How to Prevent Healthcare Worker Burnout
Burnout is defined as mental, emotional, and physical exhaustion caused by prolonged workplace stress. It leaves healthcare workers feeling overwhelmed, emotionally drained, and unable to meet the demands of their job or daily life. Healthcare worker burnout has always been a cause for concern, but the stress of the COVID-19 pandemic has created an epidemic with one recent study reporting that 55% of healthcare workers reporting feeling burned out. Keep reading to learn more about preventing burnout in the healthcare industry, as well as ways to reduce burnout.
Steps Organizations Can Take to Avoid Burnout in Healthcare Professionals
Healthcare is a fast-paced environment. With so much focus on providing the best in patient care, it can be easy for healthcare professionals to forget their own needs even as they stress the importance self-care to their patients and family caregivers.
Organizations need to recognize the threat of healthcare worker burnout and take steps to address it. This can begin with organizations providing their staff with access to mental health resources and confidential support.
Staff should be frequently reminded of the support for preventing healthcare burnout available to them. As well as how to access it, including:
- Confidential Employment Assistance Programs
- Local peer support programs
- Safe Call Now – a crisis referral service for emergency services personnel, public safety employees, and their families
- Crisis Text Line – 24/7 support to frontline healthcare workers from trained crisis responders
- National Suicide Prevention Lifeline – free, confidential support for people in distress
- Substance Abuse and Mental Health Services Administration – free crisis support hotline and resources for those impacted by substance abuse and mental health concerns.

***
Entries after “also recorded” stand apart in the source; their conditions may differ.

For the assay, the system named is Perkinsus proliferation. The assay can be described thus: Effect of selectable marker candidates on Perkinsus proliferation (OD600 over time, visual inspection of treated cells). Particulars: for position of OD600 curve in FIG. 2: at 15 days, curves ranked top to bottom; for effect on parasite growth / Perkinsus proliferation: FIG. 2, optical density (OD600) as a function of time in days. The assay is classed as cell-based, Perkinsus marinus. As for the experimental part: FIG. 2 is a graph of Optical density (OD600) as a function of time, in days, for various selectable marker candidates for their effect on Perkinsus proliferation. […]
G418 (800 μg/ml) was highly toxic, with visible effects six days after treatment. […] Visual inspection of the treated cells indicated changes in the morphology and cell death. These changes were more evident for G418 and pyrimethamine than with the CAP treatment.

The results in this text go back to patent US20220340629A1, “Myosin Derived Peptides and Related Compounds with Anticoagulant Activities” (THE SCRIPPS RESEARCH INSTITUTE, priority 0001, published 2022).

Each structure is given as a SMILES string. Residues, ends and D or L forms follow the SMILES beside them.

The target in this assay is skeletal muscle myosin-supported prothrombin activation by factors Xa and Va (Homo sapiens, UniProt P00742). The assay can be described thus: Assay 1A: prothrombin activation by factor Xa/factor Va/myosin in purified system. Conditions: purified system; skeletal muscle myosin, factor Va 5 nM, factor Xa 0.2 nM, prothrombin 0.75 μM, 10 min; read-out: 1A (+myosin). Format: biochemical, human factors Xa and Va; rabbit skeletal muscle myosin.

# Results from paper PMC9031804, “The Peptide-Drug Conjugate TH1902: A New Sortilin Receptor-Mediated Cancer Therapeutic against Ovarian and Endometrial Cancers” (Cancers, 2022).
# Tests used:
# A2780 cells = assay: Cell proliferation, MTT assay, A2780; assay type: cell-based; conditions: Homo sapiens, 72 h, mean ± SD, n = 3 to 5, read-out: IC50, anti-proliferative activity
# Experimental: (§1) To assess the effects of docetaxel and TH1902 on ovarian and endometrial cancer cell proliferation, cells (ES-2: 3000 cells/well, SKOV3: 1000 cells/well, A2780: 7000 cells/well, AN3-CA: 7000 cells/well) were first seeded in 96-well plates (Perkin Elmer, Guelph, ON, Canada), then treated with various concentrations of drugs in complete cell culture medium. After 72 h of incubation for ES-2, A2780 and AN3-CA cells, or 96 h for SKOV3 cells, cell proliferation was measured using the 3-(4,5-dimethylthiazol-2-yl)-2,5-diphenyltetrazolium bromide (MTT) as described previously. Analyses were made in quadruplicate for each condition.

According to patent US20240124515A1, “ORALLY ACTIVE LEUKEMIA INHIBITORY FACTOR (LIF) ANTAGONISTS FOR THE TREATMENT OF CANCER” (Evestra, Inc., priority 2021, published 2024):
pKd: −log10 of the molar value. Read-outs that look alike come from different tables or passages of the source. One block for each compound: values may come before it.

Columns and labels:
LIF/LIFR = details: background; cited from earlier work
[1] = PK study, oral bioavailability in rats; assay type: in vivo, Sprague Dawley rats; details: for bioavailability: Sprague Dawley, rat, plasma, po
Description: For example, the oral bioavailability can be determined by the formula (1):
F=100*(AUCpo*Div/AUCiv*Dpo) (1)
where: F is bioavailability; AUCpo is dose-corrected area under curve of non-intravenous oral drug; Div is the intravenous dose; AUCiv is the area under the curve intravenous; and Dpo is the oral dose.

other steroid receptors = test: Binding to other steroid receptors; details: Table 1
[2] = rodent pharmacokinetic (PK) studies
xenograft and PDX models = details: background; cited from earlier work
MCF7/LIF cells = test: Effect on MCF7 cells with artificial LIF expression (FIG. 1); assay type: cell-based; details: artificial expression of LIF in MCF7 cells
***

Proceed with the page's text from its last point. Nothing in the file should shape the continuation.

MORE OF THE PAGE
- Resources are important, but healthcare employers must also create a culture that supports and sustains employee wellbeing.
To prevent healthcare professional burnout, employers must take an active role in encouraging self-care. Managers and supervisors should be trained on supporting the mental and physical health of their employees with open dialogue.
Leadership should also establish burnout prevention and wellness committees to review practices and foster change to improve the work environment, team, and culture.
How healthcare workers can prevent burnout.
In addition to administrative changes, individuals can make their own personal changes to prevent healthcare worker burnout. The first step is honest self-reflection about their current symptoms and environment.
Symptoms of healthcare worker burnout include.
- Cynicism and reduced feelings of sympathy or empathy
- Feelings of isolation and depersonalization
- Chronic physical and emotional fatigue
- Hypersensitivity or total insensitivity when presented with emotional material
- Changes in sleeping or eating patterns
- Feelings of hopelessness
- Frequent illness
- Withdrawing from friends and family
Helpful changes can include:
- Maintaining basic self-care including eating a nutritious diet, getting at least 30 minutes of daily exercise, and creating a good sleep routine.
- Practice stress reduction techniques including deep breathing exercises, yoga, and meditation.
- Take time off before burnout sets in. Use days off and vacation time to rest and recharge.
- Connect with friends and colleagues to reduce feelings of isolation.
- Keep your appointments with your regular physicians to maintain good physical and mental health.
- Speak with your supervisor if your workload or schedule is becoming overwhelming.
- Reach out for professional support to help you process your feelings and address concerns.
Placing a priority on preventing and reducing healthcare worker burnout allows healthcare professionals to take better care of themselves, their peers, and their patients. If you are experiencing healthcare worker burnout, reach out to a professional for support.